TransLink will operate its first 100% electric-battery bus route starting in 2022, using new funding provided by the federal government.
Catherine McKenna, Minister of Infrastructure and Communities, announced this morning in a press conference that the federal government will provide $16 million to the public transit authority for the purchase of 15 electric-battery buses made by Nova Bus in Quebec. This is being funded through the federal gas tax fund.
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The new buses will more than quadruple TransLink’s current electric-battery bus fleet, increasing from four to 19 vehicles.
It will also allow for the No. 100 bus route — running along Marine Drive between Marpole Loop in South Vancouver and SkyTrain’s 22nd Street Station in New Westminster — to become TransLink’s first 100% electric-battery bus route.
“It is about cleaner air, quieter streets, and efficient and reliable public transit, using Canadian supply chains,” said McKenna.
“It is about connecting communities, and it is also about making sure we have affordable options for folks to get around. This is a win-win-win.”
The LSFe+ long-range Nova Bus model used can travel a distance of between 340 km to 470 km on a single charge. Theoretically, this means there is enough battery power for each bus to make as many as 29 round trips on the 16-km-long route.
The buses can be charged in about five minutes at the terminus bus stops while waiting for passengers.
The No. 100 is already outfitted with fast charging stations at its terminus stops for the operation of the region’s first regular service electric-battery buses, which began operating in September 2019. For the four electric-battery buses already in use on the No. 100, two are from Winnipeg-based New Flyer, and another two from Nova Bus, which is owned by Volvo.
Nearly all of TransLink’s conventional bus fleet is built by New Flyer and Nova Bus, but moving forward the public transit authority will only be acquiring electric-battery bus models. Diesel buses will be gradually phased out after they reach the end of their lifespan and need replacement.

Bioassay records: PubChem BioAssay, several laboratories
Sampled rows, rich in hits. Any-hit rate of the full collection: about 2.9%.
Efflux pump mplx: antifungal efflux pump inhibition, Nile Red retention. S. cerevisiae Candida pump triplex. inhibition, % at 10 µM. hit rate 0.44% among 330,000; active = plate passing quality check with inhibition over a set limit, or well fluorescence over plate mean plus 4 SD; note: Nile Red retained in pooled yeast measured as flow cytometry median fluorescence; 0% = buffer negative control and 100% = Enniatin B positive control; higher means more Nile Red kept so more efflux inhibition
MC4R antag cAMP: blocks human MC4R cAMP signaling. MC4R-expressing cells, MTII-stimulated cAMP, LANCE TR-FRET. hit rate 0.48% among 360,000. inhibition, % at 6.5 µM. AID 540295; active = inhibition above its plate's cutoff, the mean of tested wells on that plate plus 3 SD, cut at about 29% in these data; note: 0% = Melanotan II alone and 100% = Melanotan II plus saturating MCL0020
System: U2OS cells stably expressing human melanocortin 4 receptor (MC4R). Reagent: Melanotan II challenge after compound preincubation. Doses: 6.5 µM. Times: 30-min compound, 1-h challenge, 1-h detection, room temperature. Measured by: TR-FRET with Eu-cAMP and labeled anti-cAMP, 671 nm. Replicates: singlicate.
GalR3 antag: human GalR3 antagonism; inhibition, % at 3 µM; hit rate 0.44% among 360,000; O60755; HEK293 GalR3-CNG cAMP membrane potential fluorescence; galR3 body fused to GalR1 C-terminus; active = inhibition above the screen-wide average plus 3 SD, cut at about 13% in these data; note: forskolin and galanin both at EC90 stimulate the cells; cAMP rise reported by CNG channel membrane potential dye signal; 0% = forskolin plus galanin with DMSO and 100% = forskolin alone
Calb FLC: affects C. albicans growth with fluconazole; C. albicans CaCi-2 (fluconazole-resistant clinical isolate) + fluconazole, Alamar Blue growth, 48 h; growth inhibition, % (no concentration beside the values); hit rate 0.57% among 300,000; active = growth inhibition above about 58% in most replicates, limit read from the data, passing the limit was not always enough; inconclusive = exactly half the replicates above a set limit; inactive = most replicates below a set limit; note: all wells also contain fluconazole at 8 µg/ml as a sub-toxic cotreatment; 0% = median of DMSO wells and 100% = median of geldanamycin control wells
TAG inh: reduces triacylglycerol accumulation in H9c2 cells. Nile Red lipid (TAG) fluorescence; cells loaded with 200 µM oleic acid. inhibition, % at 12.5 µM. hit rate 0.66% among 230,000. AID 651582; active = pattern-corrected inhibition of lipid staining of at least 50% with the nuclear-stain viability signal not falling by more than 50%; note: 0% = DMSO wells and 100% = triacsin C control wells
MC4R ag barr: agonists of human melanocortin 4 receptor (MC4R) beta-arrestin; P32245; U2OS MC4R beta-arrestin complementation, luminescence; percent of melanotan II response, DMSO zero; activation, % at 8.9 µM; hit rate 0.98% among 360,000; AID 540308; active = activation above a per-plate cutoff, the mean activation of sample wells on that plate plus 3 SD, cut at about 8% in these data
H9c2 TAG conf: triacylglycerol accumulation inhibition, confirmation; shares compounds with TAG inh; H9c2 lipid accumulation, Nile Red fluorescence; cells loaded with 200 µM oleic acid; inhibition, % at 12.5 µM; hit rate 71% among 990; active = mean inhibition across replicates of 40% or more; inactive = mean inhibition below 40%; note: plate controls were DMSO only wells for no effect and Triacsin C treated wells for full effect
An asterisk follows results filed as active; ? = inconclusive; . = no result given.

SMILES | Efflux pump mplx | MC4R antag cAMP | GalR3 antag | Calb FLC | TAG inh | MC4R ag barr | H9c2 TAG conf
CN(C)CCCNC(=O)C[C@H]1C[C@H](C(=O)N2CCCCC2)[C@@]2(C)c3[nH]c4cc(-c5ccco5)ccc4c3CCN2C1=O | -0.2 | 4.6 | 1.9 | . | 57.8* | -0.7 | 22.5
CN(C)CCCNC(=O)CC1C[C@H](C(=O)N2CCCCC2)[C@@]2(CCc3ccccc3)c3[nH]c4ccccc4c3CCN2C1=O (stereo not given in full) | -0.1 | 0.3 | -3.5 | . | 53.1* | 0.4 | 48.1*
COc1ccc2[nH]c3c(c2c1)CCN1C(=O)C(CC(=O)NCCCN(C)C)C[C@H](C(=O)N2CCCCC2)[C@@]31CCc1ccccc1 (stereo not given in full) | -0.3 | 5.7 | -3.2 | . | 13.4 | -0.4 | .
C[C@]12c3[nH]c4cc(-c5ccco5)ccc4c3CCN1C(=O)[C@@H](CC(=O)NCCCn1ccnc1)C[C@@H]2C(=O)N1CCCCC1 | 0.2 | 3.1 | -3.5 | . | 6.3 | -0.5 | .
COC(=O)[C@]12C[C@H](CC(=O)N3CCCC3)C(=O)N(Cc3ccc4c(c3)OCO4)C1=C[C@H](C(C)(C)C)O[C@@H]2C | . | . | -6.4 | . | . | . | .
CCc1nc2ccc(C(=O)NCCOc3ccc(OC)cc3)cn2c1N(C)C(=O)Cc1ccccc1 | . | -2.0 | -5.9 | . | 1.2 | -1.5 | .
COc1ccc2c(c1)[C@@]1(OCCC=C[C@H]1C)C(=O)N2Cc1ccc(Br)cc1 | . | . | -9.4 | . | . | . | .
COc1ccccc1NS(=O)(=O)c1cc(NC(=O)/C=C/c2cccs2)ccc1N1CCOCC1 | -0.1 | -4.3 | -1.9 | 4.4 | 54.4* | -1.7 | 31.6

While there is a higher upfront acquisition cost, each electric-battery bus is expected to reduce 100 tonnes of greenhouse gas emissions and save $40,000 in fuel costs annually compared to conventional diesel buses.
In 2019, the No. 100 was TransLink’s 20th busiest bus route with 4.7 million annual boardings, averaging 14,520 boardings per weekday.
Later this week, Metro Vancouver Regional District is also expected to approve a $154-million transfer of the region’s allocation of the federal gas tax fund to TransLink for 57 new additional electric battery buses, modifications to the Port Coquitlam Transit Centre bus depot to accommodate electric-battery buses, and various other acquisitions and upgrades, including 108 new replacement vehicles for Handydart and the community mini-bus systems, and new elevators and escalators for SkyTrain stations.
“I will say this is only the beginning [with electric-battery buses]. The drive to zero-emission transit is inextricable,” said TransLink CEO Kevin Desmond,” referring to the region’s longstanding use of electric-trolley buses, which will be replaced with new trolley models later this decade.
“Transit has always been one of the greenest way to travel for all of Metro Vancouver. Our history with electricity powering transit is long, but we’re always looking to be better by reducing our greenhouse gas emissions.”
TransLink’s Low Carbon Fleet Strategy of acquiring electric-battery bus models for future replacements and expansion is key for meeting the target of reducing the region’s public transit emissions by 45% in 2030 and 80% in 2050.
To support the transition to electric-battery buses, a substantial investment will also be made to build the new Marpole Transit Centre — a new bus depot that will accommodate 300 electric-battery buses, located on a Fraser River site in Vancouver just west of the Canada Line bridge.